Cuticle surface proteins of wild type and mutant Caenorhabditis elegans

M.L. Blaxter

Research output: Contribution to journalArticlepeer-review


The molecular components of the surface of the free-living nematode Caenorhabditis elegans have been identified by surface-specific radioiodination. Four compartments were defined by fractionation of labeled wild type (N2 strain) adult hermaphrodites. Organic solvents extracted cuticular lipids. Homogenization in detergents released a single, non-collagenous, hydrophobic protein. This is not glycosylated and is a heterodimer of 6.5- and 12-kDa subunits. The third compartment, proteins solubilized by reducing agents, included both the cuticular collagens and the heterodimer. Residual material corresponds to the cuticlin fraction. Larval stages showed a similar pattern, except that the dauer larva had an additional 37-kDa detergent-soluble protein. Other species of rhabditid nematodes displayed similar profiles, and comparison with parasitic species suggests that this simple pattern may be primitive in the Nematoda. A C. elegans strain mutant in cuticular collagen (rol-6) had a pattern identical to that of wild type, but another morphological mutant (dpy-3) [corrected] and several mutants that differ in surface reactivity to antibody and lectins (srf mutants) also had striking differences in surface labeling patterns.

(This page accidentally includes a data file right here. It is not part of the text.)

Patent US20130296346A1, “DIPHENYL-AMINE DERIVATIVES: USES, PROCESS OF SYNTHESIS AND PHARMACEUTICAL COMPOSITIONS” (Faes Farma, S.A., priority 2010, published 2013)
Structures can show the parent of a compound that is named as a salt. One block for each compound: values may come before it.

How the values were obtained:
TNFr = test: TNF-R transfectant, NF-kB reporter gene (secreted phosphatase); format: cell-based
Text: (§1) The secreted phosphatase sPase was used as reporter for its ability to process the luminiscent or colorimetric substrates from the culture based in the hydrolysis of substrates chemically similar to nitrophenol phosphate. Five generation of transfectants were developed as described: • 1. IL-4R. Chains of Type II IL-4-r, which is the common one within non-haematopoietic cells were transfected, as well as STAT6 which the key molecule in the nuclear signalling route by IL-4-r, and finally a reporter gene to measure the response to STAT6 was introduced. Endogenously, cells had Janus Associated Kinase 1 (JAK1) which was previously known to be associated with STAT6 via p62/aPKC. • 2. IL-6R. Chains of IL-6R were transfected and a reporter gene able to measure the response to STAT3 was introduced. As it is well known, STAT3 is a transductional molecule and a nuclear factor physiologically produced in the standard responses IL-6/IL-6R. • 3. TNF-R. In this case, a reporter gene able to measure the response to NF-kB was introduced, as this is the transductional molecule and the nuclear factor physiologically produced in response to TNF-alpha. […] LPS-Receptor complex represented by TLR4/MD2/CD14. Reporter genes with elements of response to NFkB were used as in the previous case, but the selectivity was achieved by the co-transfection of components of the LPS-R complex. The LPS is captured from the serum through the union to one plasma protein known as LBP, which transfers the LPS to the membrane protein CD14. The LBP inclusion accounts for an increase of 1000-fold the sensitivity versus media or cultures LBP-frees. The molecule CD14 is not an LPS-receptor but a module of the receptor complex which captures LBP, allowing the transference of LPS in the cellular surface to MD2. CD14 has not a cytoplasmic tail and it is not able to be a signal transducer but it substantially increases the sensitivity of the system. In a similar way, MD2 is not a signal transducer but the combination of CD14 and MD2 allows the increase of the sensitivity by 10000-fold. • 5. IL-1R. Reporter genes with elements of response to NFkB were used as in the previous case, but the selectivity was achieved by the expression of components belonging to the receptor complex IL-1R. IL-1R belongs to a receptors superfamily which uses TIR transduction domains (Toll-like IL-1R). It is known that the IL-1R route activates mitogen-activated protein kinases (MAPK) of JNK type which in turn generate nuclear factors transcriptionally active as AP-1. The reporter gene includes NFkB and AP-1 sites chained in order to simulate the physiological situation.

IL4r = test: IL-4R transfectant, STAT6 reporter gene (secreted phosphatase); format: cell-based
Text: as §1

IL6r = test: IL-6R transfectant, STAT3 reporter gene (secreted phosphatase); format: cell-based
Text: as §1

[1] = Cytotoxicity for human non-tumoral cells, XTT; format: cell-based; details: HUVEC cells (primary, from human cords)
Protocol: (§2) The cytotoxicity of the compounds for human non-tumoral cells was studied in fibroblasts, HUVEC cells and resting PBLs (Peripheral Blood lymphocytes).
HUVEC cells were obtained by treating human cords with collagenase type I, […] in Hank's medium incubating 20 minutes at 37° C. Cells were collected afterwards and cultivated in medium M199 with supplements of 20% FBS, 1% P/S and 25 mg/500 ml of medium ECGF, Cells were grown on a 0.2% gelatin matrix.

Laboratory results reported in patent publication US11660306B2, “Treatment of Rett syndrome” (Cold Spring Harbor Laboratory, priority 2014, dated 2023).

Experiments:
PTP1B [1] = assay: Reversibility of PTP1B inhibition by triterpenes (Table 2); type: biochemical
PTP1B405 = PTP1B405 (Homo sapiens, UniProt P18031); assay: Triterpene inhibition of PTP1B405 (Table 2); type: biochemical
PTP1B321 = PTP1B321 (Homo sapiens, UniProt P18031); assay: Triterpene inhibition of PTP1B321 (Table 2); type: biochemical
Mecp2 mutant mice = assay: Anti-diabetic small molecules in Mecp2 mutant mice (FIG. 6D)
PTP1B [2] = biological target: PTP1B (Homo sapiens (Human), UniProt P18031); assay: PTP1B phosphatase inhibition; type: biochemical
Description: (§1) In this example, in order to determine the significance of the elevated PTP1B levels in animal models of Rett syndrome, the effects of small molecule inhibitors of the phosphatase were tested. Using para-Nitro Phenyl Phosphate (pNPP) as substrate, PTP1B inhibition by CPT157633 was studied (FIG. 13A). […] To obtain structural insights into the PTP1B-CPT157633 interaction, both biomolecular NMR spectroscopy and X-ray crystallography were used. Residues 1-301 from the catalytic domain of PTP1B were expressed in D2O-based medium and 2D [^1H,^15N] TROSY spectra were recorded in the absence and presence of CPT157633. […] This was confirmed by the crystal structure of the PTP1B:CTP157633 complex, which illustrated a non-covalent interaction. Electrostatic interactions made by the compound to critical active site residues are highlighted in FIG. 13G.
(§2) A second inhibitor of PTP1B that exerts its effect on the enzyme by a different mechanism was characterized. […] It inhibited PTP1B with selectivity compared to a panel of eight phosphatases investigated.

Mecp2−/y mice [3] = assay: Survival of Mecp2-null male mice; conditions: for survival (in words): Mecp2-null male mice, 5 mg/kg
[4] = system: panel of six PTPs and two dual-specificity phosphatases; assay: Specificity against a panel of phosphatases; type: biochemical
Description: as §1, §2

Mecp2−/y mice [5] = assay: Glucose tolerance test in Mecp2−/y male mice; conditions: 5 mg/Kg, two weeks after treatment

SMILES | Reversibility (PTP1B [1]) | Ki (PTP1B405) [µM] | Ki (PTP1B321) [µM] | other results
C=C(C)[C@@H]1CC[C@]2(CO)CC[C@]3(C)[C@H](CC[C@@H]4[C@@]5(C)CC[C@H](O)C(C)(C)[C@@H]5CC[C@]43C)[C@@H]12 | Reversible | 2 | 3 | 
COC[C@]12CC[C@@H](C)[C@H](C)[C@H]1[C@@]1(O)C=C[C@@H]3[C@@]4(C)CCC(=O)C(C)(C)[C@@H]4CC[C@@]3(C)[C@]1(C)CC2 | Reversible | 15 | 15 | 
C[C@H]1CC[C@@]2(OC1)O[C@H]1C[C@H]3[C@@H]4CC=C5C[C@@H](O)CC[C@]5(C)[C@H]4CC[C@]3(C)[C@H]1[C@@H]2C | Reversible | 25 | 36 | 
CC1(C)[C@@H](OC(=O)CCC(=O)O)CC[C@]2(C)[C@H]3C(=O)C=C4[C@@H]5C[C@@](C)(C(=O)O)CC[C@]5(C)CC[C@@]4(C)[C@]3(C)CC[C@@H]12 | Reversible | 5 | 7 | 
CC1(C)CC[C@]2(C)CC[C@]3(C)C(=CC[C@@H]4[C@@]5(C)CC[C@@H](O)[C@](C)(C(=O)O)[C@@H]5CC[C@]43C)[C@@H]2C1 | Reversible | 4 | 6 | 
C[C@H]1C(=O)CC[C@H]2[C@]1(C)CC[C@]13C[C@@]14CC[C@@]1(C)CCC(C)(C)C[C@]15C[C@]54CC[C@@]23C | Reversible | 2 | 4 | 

Original languageEnglish
Pages (from-to)6600-6609
Number of pages10
JournalJournal of Biological Chemistry
Publication statusPublished - 1993


Dive into the research topics of 'Cuticle surface proteins of wild type and mutant Caenorhabditis elegans'. Together they form a unique fingerprint.

Cite this